Search Copying and distributing are prohibited without permission of the publisher
Email a friend
  • To include more than one recipient, please separate each email address with a semi-colon ';', to a maximum of 5

  • By submitting this article to a friend we reserve the right to contact them regarding AMM subscriptions. Please ensure you have their consent before giving us their details.

O'Neal to close four distribution facilities

Keywords: Tags  O'Neal Steel, O'Neal Industries, facility closures, Holman Head, hub and spoke distribution system, layoffs, Corinna Petry

CHICAGO — O’Neal Steel Inc. will close four warehouses that are outside its core geography over the next 18 months, citing rising freight costs and the difficulty of making next-day deliveries from each location.

The Birmingham, Ala.-based company will seek acquisitions and organic growth within its main geography in the Southeast, Midwest and Southwest, however, O’Neal Steel president and chief executive officer Holman Head told AMM Sept. 24.

The distribution facilities that will close are located in Clifton, N.J., part of its 2010 acquisition of Denman & Davis Inc.; Commerce City, Colo., and Farmington, N.M., part of its 2006 acquisition of Timberline Steel Inc.; and Tampa, Fla., which O’Neal opened in the 1960s. Each stocks carbon and stainless steels and aluminum products.

After the recession, O’Neal Industries Inc. divided its businesses into steel and manufacturing services. "We focused on distribution under steel and processing and parts production under manufacturing," Head said.

When O’Neal acquired the locations, each was doing both distribution and processing. With steel focused on distribution, the division developed a hub-and-spoke system to stock its 22 branches.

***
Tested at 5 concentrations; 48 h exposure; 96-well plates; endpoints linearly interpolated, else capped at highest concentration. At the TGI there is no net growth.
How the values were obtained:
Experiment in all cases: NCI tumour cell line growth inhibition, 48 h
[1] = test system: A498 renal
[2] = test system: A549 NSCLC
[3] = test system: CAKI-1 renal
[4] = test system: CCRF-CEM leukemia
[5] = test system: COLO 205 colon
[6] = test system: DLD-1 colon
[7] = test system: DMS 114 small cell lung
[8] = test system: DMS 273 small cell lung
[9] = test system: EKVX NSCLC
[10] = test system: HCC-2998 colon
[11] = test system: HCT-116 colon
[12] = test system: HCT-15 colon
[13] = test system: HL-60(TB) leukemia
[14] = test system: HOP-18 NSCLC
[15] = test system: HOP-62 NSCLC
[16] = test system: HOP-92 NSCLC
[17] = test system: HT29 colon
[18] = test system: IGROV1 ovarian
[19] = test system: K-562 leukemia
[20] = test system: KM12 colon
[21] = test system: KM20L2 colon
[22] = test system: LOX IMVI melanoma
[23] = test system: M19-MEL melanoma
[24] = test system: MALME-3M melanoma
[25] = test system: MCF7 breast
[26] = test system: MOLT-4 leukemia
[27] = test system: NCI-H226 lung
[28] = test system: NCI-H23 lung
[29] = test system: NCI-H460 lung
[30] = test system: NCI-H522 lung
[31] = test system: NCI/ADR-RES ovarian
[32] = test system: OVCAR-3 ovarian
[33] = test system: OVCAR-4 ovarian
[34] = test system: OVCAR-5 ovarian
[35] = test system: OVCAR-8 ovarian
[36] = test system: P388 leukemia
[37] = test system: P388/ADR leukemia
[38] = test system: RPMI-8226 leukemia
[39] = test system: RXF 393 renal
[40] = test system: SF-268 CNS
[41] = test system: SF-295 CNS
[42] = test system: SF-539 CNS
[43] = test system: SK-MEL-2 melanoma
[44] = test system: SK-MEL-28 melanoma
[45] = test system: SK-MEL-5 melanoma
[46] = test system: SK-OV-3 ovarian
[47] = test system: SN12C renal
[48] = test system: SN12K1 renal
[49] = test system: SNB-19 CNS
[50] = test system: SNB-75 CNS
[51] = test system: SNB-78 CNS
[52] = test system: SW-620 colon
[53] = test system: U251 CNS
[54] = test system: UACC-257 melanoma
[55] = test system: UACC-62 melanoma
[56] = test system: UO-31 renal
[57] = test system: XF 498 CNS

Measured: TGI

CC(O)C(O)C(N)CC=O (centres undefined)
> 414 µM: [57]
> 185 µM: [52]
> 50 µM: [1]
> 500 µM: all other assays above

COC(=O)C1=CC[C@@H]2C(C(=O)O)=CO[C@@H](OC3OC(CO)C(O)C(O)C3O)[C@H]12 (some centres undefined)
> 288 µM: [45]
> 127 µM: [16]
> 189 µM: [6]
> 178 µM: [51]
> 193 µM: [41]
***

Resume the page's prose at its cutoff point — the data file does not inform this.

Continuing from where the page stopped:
"These (four) facilities are on the outskirts, so far out beyond the hub that it has been difficult to replenish (inventory) from the hub. It is a lot of miles from Dallas to Commerce City," Head said. "That’s a lot of freight."

The locations aren’t busy enough to become hubs, and since "the market is still really tough in terms of demand and material costs, it was hard to make each facility reach the profit expectations we hoped for," Head said. "We plan to grow back into these geographies over time."

Three of the branches are leased and one is owned. Head couldn’t predict what will happen to them. O’Neal is looking for anyone wishing to lease or purchase the facilities or acquire the operations as an ongoing business.

The closures will affect 50 O’Neal employees. Warehouse workers will be most affected, because it’s difficult to relocate them to distant O’Neal sites, Head said.

O’Neal closed three branches in Atlanta, Chattanooga, Tenn., and Roanoke, Va., in 2009 and 2010. The latest closures highlight the importance of next-day deliveries. "If we can improve the speed, it will give us an advantage in the marketplace. In the core geography we have, we provide all products and services next day," said Head.

The company will invest in inventory and equipment at its remaining 18 branches while continuing to seek strategically located companies to buy, according to Head.

Have your say
  • All comments are subject to editorial review.
    All fields are compulsory.

Latest Pricing Trends